LRCC helps close high-tech manufacturing gender gap
Women make up 50 percent of the labor force in America, but only 24 percent of the manufacturing workforce, according to a report by Deloitte and The Manufacturing Institute. But that won’t be for long if Don Brough, project coordinator for the Advanced Manufacturing Partnerships in Education initiative at Lakes Region Community College, has his way.
Through AMPed NH, Brough and his LRCC colleagues are working with employers to increase the number of women receiving advanced manufacturing workforce training. The college offers an industry-approved advanced manufacturing certificate, as well as associate degrees in electromechanical technician and advanced manufacturing processes and control.
“The skills shortage facing U.S. manufacturers is apparent, and the underrepresentation of women only contributes to the gap,” said Jennifer McNelly, president of the Washington, D.C.-based Manufacturing Institute. “We must … inspire the next-generation of young women to pursue manufacturing careers and encourage current female talent within the industry.”
Gary Groleau, corporate manager of labor relations and organizational development for New Hampshire Ball Bearings, an LRCC industry partner, echoed her statement.
“My observation is that women tend to be very detail-oriented, and with advanced manufacturing requiring so much more precision, that’s a perfect match,” said Groleau. “Now there are thousands of advanced manufacturing jobs nationwide that, experts say, more women are starting to seek out.”
Brough said there has been an increase in the number of women enrolling in, and finding employment by way of, LRCC’s expanded advanced manufacturing programs.
Helen Stacy ended a successful 17-year stint in banking to pursue an advanced manufacturing associate degree program and was hired by NHBB at its Laconia plant as a setup operator before even finishing her studies.
A U.S. Army veteran and the mother of two grown sons, Stacy said she had become burnt out in her previous profession and “it was time for a change.”
Hired in early October, she credited the industry connections of LRCC faculty and staff for helping her land the job.
“NHBB was my goal when I entered the program,” Stacy said. “The companies know the community colleges have clout built on results. I’d applied before and didn’t get responses; then I got a couple letters of recommendation from instructors and staff at LRCC. They made calls on my behalf, and now I’m very happy. I feel good about the future.”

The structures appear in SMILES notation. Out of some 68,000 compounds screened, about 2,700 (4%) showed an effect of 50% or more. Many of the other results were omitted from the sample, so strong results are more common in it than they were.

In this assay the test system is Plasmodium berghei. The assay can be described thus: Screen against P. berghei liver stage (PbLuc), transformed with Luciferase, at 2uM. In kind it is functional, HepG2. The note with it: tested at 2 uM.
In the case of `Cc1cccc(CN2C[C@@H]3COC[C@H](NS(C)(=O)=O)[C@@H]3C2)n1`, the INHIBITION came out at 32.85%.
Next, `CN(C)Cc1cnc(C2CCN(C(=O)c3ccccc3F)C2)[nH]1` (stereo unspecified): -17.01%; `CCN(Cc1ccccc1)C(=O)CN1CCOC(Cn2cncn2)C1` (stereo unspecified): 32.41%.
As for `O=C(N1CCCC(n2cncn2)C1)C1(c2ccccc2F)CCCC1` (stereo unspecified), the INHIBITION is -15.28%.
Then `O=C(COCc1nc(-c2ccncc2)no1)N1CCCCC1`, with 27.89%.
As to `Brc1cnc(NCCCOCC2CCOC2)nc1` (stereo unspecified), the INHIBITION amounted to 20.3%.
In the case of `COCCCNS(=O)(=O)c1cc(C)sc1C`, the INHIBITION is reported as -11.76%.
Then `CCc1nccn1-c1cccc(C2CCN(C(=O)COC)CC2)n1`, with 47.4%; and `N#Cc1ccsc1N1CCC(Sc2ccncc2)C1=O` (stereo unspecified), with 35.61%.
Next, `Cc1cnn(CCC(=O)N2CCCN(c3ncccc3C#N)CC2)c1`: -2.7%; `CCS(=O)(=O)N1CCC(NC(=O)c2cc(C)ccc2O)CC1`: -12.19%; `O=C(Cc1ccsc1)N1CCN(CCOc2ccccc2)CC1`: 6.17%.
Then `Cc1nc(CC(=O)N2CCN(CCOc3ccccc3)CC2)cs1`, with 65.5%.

Debbie Holton, managing director of industry and technology for the Society of Manufacturing Engineers, said changing perceptions about manufacturing careers is an important step toward attracting more women.
“We need to share the truth about careers in manufacturing — that they’re rewarding, lucrative and creative. We need to get young women interested in the mechanics of ‘making things’ — things that make a difference in people’s lives. We need to show them how exciting and fun that can be,” Holton said.
According to NHBB’s Groleau, “The stereotype that ‘factory jobs’ are redundant, physically taxing and dirty is just that — a stereotype. The truth is advanced manufacturing is clean, safe, efficient, high-tech and computerized. Women can and are doing these technically demanding jobs very successfully.”
Pamela Falzone said she enrolled at LRCC to enhance her skills. “I’ve been in manufacturing my entire life,” said the quality control employee at NHBB. “I love the diversity of it — the automated systems and programs, and always being on top of new technology. I recommend it for women; I’ve been saying it for years.”
Another student, Laura Jacques of Belmont enrolled in the advanced manufacturing certificate program and is employed as a materials logistics assistant at Praxair TAFA in Concord. “I love the job and the atmosphere. It is always a team effort. Without good communication, you can’t get the job done, and I enjoy that closeness with the people around you,” she said.
Jacques’ enthusiasm apparently rubbed off on her mother, Melinda Simms, also of Belmont, who is pursuing an advanced manufacturing associate degree while running a janitorial business.
“Back during World War II, there were a lot of women in manufacturing,” Simms said. “We’ve already shown we’re capable of doing all this work. This industry is supportive of both sexes. Combine that with new technology and we can go so much further.”